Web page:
Their lightweight hulls were designed to fly on a cushion of air and plane
the hydro above the water with only the propeller, rudder, and the runners
of their two rear sponsons making contact with the water. This is why they
are sometimes called, 3-point hydroplanes. There is also a skid fin that is placed
on the port side sponsons to "skid" the hydroplanes into the turns. The
raceboats always competed on a circular shaped race course and always go
counterclockwise. Hydroplane designers learned the less resistance to water,
the faster they would go. They even discovered that having only one half
of the propeller in the water, increased the boat's speed. The term --- Prop
Rider's --- came into play. The motors are directly coupled to either a gearbox
or the propeller shaft. Depending on the motor's rotation, you will see
the hydroplane's propshaft being driven either off of the flywheel, or
with the motor being placed backward in the boat, off the front of the
crank. Since the was no need for a transmission, most hydros have you starting
the motor and you're underway! And you want to be underway because hydroplanes
typically don't use water pumps for motor cooling. They use water pickup
tubes that force feed water into the engine for cooling. Most raceboats
also force fed water to cool the gearbox, motor oil cooler, prop shaft
bearing etc. All kinds of methods were developed to make the boats go faster
and be as reliable as possible to win the race. With either Hydros or Flatbottoms,
each class would be changing motors as new ones were developed and released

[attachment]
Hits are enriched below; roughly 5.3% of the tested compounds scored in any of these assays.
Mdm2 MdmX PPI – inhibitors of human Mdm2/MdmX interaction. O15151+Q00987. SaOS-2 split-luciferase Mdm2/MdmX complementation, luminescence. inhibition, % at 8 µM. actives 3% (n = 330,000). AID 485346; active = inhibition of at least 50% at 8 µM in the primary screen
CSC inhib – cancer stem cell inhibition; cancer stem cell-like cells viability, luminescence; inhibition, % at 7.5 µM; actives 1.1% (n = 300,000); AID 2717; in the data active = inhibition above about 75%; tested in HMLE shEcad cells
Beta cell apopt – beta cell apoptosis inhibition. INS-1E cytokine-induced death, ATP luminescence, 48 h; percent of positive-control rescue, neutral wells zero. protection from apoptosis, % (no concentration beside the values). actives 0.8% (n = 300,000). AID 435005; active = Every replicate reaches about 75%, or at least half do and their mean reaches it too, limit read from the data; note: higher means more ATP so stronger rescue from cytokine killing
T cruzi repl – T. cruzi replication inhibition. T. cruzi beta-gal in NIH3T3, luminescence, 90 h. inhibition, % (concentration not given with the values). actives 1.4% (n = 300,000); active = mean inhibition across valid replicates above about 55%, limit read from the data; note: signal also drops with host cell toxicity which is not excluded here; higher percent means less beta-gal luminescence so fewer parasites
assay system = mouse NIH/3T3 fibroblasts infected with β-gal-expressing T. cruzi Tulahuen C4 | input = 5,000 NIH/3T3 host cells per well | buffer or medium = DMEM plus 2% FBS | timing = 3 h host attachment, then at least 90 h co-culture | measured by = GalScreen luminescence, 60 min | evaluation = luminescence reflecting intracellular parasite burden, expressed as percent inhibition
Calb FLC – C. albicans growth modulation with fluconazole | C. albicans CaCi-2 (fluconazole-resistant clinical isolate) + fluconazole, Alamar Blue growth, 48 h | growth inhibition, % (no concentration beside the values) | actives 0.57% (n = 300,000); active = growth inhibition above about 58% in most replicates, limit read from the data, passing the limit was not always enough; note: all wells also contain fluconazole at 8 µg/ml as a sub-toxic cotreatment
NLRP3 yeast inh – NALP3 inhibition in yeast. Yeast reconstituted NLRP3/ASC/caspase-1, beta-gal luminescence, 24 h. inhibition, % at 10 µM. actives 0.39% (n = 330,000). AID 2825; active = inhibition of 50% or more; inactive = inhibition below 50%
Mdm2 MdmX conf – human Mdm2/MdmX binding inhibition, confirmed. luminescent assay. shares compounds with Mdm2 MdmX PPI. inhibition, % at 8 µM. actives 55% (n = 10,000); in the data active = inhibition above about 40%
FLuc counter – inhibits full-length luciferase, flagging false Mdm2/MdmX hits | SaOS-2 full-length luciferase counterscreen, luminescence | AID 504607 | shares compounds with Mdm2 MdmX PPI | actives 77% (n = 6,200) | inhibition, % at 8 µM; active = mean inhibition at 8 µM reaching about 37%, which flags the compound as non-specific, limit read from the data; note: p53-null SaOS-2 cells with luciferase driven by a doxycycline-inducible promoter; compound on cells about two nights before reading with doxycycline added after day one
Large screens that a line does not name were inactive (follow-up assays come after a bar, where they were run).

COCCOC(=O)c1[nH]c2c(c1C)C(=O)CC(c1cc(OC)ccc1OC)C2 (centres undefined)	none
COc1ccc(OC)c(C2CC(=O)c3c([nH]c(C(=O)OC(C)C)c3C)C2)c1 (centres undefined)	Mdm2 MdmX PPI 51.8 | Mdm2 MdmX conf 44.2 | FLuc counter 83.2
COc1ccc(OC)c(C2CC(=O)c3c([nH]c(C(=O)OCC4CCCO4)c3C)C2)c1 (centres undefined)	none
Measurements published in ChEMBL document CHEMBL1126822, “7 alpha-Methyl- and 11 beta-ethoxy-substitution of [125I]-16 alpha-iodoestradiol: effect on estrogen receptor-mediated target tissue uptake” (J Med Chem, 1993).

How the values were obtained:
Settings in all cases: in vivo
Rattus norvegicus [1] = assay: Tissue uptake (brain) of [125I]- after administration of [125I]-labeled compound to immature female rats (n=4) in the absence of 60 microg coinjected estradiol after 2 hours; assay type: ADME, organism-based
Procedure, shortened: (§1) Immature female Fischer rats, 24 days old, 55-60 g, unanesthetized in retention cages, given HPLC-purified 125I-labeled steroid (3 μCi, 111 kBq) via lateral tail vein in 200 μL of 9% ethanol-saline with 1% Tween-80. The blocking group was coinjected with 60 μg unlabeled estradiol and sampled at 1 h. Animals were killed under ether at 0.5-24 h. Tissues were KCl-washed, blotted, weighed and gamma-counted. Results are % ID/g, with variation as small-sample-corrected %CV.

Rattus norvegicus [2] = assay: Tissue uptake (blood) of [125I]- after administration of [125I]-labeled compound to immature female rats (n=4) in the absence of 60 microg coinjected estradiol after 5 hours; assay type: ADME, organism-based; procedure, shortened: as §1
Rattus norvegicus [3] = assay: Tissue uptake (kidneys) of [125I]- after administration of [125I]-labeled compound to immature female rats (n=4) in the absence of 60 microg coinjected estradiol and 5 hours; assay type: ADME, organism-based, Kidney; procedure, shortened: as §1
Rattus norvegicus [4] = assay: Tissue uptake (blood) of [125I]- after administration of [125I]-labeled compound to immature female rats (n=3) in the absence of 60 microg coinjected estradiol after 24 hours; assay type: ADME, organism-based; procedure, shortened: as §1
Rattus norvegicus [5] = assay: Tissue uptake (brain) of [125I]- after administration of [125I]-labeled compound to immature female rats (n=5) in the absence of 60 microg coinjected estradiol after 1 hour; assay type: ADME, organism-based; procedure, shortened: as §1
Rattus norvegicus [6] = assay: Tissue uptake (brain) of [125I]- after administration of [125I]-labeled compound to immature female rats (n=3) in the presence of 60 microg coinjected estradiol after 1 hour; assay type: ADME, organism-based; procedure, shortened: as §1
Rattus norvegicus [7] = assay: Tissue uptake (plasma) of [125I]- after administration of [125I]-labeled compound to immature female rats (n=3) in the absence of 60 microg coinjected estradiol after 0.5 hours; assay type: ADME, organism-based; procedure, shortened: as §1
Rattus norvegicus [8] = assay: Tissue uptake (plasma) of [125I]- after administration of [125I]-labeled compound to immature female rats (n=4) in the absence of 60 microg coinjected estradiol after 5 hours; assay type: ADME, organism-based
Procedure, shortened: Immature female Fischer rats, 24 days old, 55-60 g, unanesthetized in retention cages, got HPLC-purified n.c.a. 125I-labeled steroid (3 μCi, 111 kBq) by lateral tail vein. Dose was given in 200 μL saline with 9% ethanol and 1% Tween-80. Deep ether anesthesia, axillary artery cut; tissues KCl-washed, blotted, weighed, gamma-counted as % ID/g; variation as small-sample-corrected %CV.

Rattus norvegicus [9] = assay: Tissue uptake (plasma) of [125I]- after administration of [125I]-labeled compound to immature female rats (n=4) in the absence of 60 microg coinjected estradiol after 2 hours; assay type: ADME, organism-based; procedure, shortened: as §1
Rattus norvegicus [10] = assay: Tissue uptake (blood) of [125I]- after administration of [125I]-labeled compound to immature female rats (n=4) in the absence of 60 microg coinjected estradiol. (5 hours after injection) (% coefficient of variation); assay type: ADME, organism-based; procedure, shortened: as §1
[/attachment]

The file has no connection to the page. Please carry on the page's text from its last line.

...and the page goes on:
to the public. They keep just getting faster and faster in competition.
General information on
different classes of limited inboard raceboats:
The different limited classes of raceboats
were based on cubic inches, cubic centimeters, or litres of total engine
displacement. Most classes would typically have length and weight limits.
They are either stock or modified classes. Some of the inboard limited
racing classes throughout this era were the following cubic inch classes:
48, 72, 91, 135, 136, 145, 150, 225/226, 266, 280, and 7-litre. Classes,
motor sizes, lengths, and weights would change as new engines were introduced.
Information on the racing classes of the APBA and their evolution into
today's classes is on the Phil Kunz Photography website.
His section on all the limited-class inboard hydroplane and flatbottom
classes is second to none. And his book, released in 2004, Prop Riders -
60 Years of Racing Hydroplanes is the most comprehensive work ever
compiled on this subject.
Junior Gold Cup Hydroplanes:
The largest limited class, after WWII up
to the early 1970's, were the 7-litre modified class (427 cu. in.). This
class of hydros used the "big block" engines of their days. The world straightaway
speed record for 7-litre class hydroplanes is held by George "Buddy" Byers,
owner/driver of CHRYSLER QUEEN
H-1 at 168.2 mph. That record was set with a supercharged Hemi.
In 1970, the APBA added a stock class with
those boats running under the letter prefix - J. The J and H classes evolved
into the "Grand National Hydro" (GNH) and "Grand Prix" (GP). Another class
that evolved were the "Unlimited Lights" (UL).
The largest class of hydroplanes are the
unlimited's. They were called the "Thunderboats" when they ran piston powered,
supercharged, 12 & 16 cylinder, airplane engines that were manufactured
by Allison (GM) & Rolls Royce (British). Nowadays, they mostly
run a turbine engine. There are numerous pages on the internet devoted to this